Writer and Author of Running That Doesn't Suck: How To Love Running (Even If You Think You Hate It)
June 27, 2023
Some people love being pregnant. I was not one of those people.
For one thing, I was constantly worried something I did—something I ate, how I slept or didn’t sleep, if I fell, what I did for activity—would hurt the baby. I also just wanted to be active in the main way I knew how: by running.
I blogged about my journey with my first pregnancy for Runner’s World in a column called “Running for Two” and then “Baby Steps.” (My favorite post was when I made my husband strap a 20-pound pack on his stomach and a 10-pound pack around his butt for a run around the neighborhood to see what it felt like to run while pregnant with our sons.)
There were some women I knew who ran up until the day they gave birth and then ran again a week or two after. I wasn’t one of those women, either.
With both pregnancies, and still, with life in general, I had a connective tissue disorder that was exacerbated by pregnancy. My ligaments are loose, and my body shifts out of alignment easily. The loose-ligament issue happens to all women when they’re pregnant. The body releases prolactin, a hormone that loosens ligaments to make birthing that baby easier, but it can wreak havoc on a body.
Postpartum, it takes a while for our hormones to return to normal and help keep our hips and other joints in alignment. Add breastfeeding to the mix, and those hormones continue being produced by the body.
Birthing a human is no joke. Aside from the prolactin, our bodies go through nine/ten months of massive changes on many levels, and then the actual act of childbirth, no matter how smoothly (or not!) it goes, requires serious recovery time and care getting back to activity.
This is where a gentle run-walk program comes in. Not that pregnancy is an “injury,” but it should really be treated as a massive one.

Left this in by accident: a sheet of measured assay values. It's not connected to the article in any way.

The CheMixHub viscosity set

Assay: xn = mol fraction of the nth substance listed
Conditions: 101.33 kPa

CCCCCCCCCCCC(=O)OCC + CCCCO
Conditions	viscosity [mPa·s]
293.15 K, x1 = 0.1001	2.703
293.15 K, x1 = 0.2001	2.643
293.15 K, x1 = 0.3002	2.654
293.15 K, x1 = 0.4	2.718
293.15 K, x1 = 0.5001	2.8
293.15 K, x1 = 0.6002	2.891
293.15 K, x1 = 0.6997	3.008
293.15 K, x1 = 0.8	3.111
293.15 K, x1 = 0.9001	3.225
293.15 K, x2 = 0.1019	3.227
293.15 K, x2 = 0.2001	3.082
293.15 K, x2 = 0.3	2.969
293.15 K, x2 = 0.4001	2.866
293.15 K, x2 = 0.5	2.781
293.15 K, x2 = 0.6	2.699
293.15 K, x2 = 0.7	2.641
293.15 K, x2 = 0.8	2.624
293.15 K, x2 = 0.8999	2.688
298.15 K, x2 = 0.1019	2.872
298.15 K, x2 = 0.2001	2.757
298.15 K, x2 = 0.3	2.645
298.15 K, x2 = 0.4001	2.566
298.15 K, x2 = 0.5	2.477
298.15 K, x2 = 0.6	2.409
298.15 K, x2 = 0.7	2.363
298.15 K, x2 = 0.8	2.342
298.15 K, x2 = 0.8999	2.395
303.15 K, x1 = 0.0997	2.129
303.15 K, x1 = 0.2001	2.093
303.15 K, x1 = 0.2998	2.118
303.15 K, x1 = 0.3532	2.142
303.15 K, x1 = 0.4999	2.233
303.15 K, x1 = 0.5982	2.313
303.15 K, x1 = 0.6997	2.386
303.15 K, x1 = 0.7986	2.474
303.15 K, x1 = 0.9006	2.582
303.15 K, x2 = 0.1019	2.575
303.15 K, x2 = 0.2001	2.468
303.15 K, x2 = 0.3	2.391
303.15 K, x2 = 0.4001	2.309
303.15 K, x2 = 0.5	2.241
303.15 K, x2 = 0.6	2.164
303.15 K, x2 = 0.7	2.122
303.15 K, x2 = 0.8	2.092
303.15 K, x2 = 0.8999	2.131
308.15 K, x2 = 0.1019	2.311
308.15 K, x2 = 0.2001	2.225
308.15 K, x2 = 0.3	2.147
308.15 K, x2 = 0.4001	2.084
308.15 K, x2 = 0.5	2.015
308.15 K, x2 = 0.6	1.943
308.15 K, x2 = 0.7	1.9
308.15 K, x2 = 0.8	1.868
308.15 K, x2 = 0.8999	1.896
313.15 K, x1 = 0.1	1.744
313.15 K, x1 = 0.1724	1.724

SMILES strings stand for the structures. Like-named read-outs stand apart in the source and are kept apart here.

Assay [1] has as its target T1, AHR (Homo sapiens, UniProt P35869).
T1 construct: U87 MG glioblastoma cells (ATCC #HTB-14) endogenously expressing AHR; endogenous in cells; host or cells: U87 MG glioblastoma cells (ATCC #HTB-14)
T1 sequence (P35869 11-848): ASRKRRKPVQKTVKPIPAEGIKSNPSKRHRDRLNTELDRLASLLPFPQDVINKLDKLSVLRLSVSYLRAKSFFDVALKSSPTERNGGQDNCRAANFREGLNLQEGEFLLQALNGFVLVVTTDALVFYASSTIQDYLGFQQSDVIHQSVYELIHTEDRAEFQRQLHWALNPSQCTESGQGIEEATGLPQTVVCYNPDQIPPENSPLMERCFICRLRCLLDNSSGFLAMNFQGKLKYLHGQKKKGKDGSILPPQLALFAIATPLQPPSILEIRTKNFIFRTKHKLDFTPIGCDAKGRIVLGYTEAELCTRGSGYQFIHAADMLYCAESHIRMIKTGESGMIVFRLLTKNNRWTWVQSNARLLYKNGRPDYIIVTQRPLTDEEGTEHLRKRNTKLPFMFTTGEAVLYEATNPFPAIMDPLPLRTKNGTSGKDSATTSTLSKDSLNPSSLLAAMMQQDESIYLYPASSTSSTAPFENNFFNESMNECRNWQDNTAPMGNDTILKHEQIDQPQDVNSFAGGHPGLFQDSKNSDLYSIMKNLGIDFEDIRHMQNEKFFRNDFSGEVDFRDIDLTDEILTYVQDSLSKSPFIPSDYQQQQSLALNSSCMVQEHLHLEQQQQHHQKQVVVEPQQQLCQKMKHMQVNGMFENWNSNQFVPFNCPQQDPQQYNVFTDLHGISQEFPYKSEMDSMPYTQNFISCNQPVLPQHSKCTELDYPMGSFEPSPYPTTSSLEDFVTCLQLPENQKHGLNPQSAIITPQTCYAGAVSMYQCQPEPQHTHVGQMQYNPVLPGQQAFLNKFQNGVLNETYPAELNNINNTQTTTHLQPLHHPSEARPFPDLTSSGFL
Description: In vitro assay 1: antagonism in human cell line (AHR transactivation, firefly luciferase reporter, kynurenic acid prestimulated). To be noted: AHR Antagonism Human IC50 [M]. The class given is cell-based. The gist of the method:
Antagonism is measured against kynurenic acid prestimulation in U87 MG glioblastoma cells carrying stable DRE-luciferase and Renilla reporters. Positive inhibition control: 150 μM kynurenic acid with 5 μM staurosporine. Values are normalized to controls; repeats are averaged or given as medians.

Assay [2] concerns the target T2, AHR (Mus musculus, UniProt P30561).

Even the most accomplished runners need to be gentle on their bodies postpartum. Walking can, and should, be considered a great accomplishment in the first weeks post-baby-having. Gentle pelvic floor strengthening exercises are important, too. Do too much, too soon, and a weak pelvic floor can cause all sorts of problems.
Postpartum doctor’s appointments for new mothers tend to be at six-week point, where a doc checks you out to make sure there’s no major damage and send you on your way. (I remember wishing there was an 8-week, a 10-week, a 12-week, etc. postpartum appointment and regular check-ins after that to make sure I was ready to resume the kind of activity I wanted to.)
Most physicians will advise returning to gentle activities, like swimming and walking, long before starting running. Running is usually considered “safe” after 12 weeks postpartum, which can feel like a really long time—and everyone’s different. But the constant impact of running puts a lot more pressure on the pelvic floor and organs than other activities.
Throw in sleeplessness, hunching over to feed and coo over baby, whacked-out posture holding said baby, etc. etc., and a gentle return-to-running program, when you do start back again, is paramount. Walk first! Walk often!
I’ve heard of a couple None to Run members going through the N2R program after each pregnancy, starting with week one as if she was a brand-new runner. How soon after baby they—or you—start the program is an individual matter. Work with your doctor and listen, really listen, to your body and your heart about when starting works for you.
Returning to running can be a great way to take care of yourself while taking care of your new family member. You may crave the alone time and return to baby a happy, healthy mama.
Just take things slowly and be gentle on yourself!